Choosing a poem

Students may take a copy of their poem to the podium, but delivery is vastly improved when the poem has been memorized through practice.

We recommend that high school and lower-division college students choose a 14-24 line poem; third- and fourth-year college students, if they wish, may select a slightly longer poem, of 24-48 verses. The length of the poem is unimportant if the poem is well-delivered.

Advice to students: Choose a poem that you enjoy and that has some meaning for you. The better you understand your poem, the better your delivery will be, so you might want to search for a translation, a commentary, etc. You can also find youtube videos of poems; listen to a few versions of your chosen poem both to improve your pronunciation and to get a sense of how different deliveries change the impact of the poem. The lists below are given in rough chronological order, and are only examples of some of the best-known French poems and poets from each period. I have provided links to a number of different types of sites, from simple texts to commentaries and recitations with music and video.

Les Grands Classiques and 2014 Theme

Students may choose any poem, and it is great to see the variety of poems chosen. These lists are intended for teachers and students who are not sure where to start. All of these poems are lovely in recitation and highlight the sonority of the French language. The second group of poems is recommended only for advanced students because of their length or complexity, but a longer poem is not automatically a better choice; the poems in the first group are classics that could be delivered beautifully by students at either level.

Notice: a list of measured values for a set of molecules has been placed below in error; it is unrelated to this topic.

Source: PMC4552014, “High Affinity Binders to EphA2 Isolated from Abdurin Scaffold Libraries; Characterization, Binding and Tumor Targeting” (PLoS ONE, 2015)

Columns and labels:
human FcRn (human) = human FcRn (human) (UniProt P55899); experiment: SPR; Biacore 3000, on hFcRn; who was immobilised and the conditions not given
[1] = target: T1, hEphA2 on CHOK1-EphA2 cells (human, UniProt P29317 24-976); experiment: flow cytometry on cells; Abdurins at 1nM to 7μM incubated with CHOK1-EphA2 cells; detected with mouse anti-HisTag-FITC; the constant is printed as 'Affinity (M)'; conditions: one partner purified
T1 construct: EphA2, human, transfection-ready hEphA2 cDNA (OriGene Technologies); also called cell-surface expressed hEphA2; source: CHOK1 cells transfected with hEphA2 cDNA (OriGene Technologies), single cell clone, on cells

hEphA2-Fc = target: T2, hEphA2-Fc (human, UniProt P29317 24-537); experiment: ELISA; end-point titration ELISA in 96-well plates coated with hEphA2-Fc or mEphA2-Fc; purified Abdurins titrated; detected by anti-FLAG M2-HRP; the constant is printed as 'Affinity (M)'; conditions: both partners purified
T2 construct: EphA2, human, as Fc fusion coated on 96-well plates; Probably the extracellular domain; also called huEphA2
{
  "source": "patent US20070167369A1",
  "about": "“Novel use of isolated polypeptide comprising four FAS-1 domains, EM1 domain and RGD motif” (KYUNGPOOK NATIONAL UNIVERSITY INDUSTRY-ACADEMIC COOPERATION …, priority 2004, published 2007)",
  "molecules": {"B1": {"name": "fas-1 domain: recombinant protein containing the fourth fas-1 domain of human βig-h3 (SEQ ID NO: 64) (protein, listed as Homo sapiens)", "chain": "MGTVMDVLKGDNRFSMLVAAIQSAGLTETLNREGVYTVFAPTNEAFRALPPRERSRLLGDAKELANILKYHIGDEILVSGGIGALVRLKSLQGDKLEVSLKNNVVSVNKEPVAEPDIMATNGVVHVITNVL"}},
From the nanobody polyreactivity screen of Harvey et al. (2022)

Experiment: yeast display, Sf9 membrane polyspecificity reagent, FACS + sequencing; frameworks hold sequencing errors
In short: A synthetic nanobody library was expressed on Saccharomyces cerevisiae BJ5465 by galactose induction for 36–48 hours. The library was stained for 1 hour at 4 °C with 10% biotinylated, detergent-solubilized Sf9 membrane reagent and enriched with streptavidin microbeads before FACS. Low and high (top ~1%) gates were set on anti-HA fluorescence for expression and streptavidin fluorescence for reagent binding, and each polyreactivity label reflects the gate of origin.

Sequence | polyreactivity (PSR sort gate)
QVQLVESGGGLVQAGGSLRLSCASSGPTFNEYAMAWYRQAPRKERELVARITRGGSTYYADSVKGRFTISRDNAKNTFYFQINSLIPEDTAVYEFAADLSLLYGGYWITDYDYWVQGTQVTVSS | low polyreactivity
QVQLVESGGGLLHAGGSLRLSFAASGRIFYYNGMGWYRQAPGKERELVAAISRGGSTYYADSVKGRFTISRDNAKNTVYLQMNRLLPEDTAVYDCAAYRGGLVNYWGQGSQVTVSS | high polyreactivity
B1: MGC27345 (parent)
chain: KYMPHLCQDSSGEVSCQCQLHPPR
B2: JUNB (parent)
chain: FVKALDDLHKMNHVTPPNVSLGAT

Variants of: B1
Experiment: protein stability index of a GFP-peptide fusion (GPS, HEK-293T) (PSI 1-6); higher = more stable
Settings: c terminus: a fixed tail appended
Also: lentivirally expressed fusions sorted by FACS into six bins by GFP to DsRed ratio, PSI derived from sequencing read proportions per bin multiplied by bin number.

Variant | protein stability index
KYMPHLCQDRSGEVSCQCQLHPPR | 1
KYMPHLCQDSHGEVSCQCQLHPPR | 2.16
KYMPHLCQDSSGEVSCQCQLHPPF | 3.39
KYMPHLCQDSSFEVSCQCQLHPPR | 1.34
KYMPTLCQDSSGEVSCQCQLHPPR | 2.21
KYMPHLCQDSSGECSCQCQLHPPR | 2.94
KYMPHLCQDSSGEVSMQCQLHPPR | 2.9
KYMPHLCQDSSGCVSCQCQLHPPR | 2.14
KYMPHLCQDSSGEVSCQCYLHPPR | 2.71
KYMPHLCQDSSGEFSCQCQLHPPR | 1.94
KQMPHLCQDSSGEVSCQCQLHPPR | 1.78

Classic poems for intermediate students, listed chronologically Classic poems for advanced students, listed chronologically 2014 Theme Each year we offer links to poems on a specific theme, in order to give repeat contestants or teachers some ideas for new poems. Our 2014 theme is Liberté. Some specific suggested poems:

Previous Contest Winners:

Winners in the 2014 French Poetry Recitation Contest

Winners in the 2013 French Poetry Recitation Contest

News Release about 2013 College Division Winner
2014 French Poetry Recitation Contest

The Department of Modern Languages and Literatures
at CSU Los Angeles,
in conjunction with MCLASC
and AATF-SC,
is pleased to announce our second annual
French Poetry Recitation Contest,
Saturday, February 22, 2014, 10 am -2 pm,
on the CSU Los Angeles campus.

The contest is open to high school, community college, and university students.
  • Contestants must register by deadlines below.
  • Each student recites one poem, chosen in advance.
  • Students compete within divisions based on level.
  • Judges award prizes to up to three winners in each division.
  • The AATF-SC will award a special prize to an overall winner.
  • Additional students may win prizes for honorable mention.